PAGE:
Join Julian Velard for an in-depth discussion in this video The pedal point, part of Music Theory for Songwriters: Harmony.
- A pedal point is a technique that keeps the sustain note consistent through changing chords. Let me show you a simple pedal point. I'll play you a one, four five, all over a bass of C in C-major. (piano chords playing) Pedal points are typically in the bass part of a song, but can also appear in other voices of the harmony. The constant note can function as both the chord and non-chord tone. It typically starts as a consonant note, becomes dissonant, and resolves with consonance.
The result is dramatic and very effective. The term pedal point comes from the organ, where the bass is typically played by foot pedals, which gives it the ability to sustain bass notes for long periods of time. Pedal points are a great way to create tension in a song. As the chords move across the pedal, our need for resolution grows. They are also used to create excitement, especially at faster tempos. One of the most famous examples of a bass pedal point in pop music is the opening of Van Halen's Jump. The song is in C, and it starts out with a C in the bass, which is the tonic pedal point, and then it plays variations of F, G, and C above it.
You should go check it out. Other nice examples of tonic bass pedal points in pop tunes are the verses of: Clearly, it's a common songwriting technique in pop music. Another common pedal point used in the bass is the dominant, or fifth degree of a key. A nice way to use the dominant pedal point is as the verse approaches the chorus of a song.
This works especially well if the verse ends on a five and the chorus starts on a one. So if we've got a five-chord in the key of C, which is G (plays chord), I'll play a bass of G and change the chords on top of it to build anticipation of the one-chord. (piano chords playing) You see how we resolve to the one-chord? We really earn that resolution.
Sometimes songs will have repeating bass lines, which are called ostinatos . Ostinatos can have a similar function to bass pedal points, but rather than have the harmony of the song shift above a single repeated note, it shifts above an entire bass melody. Let me show you an example of an ostinato in the key of C here. (piano chords playing) Here's the bass line, it'll keep repeating and I'll play some chords on top of it. (additional piano chords joining) Some famous examples of an ostinato bass part are: A lot of times, ostinato bass lines will keep their exact interval shape and pattern and move to a different chord center.
This happens a lot in the blues when the ostinato will move from the four and then to the five chord. Here's that same C-major ostinato, but I'll move it to the four and the five to make it feel a little more like a blues. (piano chords playing) Pedal point is also used in harmonies outside the bass part. When a single note is continued through chords as the highest voice in the harmony, we call it an inverted pedal.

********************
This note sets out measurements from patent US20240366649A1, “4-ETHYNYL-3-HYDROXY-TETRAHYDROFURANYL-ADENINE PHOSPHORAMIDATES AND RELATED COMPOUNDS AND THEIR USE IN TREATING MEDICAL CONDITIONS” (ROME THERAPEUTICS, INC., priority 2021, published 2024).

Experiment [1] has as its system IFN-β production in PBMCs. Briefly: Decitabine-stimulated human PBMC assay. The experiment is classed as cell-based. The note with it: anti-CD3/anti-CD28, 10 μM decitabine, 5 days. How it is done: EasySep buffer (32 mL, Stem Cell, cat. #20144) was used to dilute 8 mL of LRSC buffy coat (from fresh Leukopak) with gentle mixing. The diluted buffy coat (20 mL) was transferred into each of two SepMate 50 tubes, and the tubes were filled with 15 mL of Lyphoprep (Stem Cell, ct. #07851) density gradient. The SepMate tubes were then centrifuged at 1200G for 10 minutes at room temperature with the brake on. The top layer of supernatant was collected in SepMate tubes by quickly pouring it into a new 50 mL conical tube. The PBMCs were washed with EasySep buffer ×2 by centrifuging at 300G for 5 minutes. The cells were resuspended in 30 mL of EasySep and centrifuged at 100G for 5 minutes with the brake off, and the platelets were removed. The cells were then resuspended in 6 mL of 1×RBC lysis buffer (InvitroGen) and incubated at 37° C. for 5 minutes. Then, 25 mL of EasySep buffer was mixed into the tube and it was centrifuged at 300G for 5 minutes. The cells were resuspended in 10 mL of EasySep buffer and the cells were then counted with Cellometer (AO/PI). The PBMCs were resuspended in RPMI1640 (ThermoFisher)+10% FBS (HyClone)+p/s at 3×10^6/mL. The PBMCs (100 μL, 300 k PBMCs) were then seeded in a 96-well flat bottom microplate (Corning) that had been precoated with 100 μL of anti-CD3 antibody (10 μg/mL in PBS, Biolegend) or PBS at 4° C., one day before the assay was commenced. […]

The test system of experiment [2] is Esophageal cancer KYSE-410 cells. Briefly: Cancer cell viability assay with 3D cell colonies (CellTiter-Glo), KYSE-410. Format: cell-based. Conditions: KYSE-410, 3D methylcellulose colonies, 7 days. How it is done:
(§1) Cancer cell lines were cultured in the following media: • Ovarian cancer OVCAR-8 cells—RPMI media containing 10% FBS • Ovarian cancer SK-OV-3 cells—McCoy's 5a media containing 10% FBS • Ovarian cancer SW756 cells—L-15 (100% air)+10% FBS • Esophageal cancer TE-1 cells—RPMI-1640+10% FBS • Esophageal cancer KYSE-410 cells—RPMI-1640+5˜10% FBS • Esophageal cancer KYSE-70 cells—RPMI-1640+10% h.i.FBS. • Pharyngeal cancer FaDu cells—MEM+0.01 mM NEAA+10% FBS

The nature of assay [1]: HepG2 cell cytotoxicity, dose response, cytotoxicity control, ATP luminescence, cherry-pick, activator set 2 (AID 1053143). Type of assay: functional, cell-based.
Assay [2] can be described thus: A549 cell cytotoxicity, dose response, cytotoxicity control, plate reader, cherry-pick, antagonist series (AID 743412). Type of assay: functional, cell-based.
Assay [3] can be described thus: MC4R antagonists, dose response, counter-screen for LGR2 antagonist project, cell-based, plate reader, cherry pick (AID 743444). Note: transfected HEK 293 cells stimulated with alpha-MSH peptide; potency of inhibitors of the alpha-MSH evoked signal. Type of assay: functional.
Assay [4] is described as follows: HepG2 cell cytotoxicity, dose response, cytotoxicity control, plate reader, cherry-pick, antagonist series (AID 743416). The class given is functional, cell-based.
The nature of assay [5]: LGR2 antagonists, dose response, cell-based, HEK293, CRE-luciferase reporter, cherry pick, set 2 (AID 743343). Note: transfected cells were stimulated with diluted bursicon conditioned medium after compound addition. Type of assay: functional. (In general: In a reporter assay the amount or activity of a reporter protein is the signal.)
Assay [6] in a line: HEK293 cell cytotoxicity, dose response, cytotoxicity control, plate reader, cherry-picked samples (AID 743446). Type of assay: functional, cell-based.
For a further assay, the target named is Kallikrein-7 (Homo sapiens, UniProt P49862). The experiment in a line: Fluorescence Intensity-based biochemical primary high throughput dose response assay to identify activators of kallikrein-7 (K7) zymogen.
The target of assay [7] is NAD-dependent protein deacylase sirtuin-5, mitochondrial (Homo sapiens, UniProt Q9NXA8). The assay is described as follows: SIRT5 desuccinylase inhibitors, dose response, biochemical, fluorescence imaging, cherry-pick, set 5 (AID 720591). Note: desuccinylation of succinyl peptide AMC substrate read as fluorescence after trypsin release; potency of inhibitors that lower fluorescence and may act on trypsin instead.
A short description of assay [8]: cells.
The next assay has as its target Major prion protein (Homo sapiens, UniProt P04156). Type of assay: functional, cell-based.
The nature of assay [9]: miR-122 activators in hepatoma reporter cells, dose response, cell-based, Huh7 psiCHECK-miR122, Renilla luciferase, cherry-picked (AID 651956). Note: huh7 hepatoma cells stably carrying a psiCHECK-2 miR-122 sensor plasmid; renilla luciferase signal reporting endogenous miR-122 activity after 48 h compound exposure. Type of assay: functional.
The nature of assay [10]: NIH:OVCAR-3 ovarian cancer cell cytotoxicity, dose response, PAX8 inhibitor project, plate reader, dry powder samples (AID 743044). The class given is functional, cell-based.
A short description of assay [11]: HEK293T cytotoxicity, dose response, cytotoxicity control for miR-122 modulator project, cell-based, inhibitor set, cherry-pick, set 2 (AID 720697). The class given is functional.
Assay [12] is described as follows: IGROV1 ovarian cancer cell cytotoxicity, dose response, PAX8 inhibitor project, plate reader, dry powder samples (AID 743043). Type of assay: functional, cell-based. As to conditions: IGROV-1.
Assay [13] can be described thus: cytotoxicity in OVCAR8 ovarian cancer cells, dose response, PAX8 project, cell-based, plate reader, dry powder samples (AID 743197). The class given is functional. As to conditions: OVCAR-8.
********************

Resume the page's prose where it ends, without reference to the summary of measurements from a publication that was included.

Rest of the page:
Here's an example of an inverted pedal in the key of C-major, with a progression of C to F to Gsus4. I'll play a Gsus4 as opposed to a G because the C will carry over from chord to chord, suspending the B when we come to the G chord. (piano chords playing) You see the pedal? A famous example of an inverted pedal in pop music is heard in the Supremes You Keep Me Hangin' On.
There are also internal pedals. Those happen when the middle voice of a harmony stays the same between chords. Here's an example of our same C to F to Gsus4 progression, with the pedal voiced in the middle of the chords, the C note, making it an internal pedal point. (piano chords playing) Can you see the C staying the same in every note? Lastly, there's the double pedal, which is when two or more tones are carried through between chords.
This is a technique used a lot in modern pop music. A good example is the double pedal tone in Oasis's Wonderwall. The chord progression is Eminor7 to G to Dsus4 to Asus7. The bass part moves around, but there are only voicings used in my right hand for the four chords. (plays notes) B, D, G, and then A, D, G. The D and G stay pedaling all throughout the progression. (piano chords playing) You see them? Playing them right there, boom.
On the guitar, it's played like this. (guitar chords playing) You hear double pedal points used in the voicings of chords in pop music all the time, especially in the guitar or keyboard parts of a song. You'll recognize them right away in Katy Perry's Teenage Dream and Maroon 5's Sugar. The verse of Since U been Gone by Kelly Clarkson has a series of cleverly arranged guitar and keyboard parts that are just a series of pedal points.
The pedal point is a powerful arrangement and voicing tool that can heighten the drama and tension of a song. Start listening and you'll hear them all over the place. And better yet, try writing some into your next song.
In this installment, musician Julian Velard digs into more intermediate-level music theory topics. Starting with minor scales, he shows examples of classic songs in minor keys, and then explores the modes of the diatonic scale (e.g., the mixolydian mode). Next, Julian dives into chords with 4 or more notes, covering 7th chords, chord extensions (e.g., 9ths, 11ths, and 13ths), suspended chords, diminished chords, augmented chords, and inversions. Finally, he covers key centers, modulations, pedal points, alternate bass notes, and polychords. At the end of each chapter, Julian explains the techniques shown within the context of his own original songs.
- Working in minor scales
- Using Dorian, Phrygian, Lydian, and Mixolydian modes to write songs
- Extending chords
- Using 7th chords in a song
- Transposing a song
- Building different harmonies from a single melody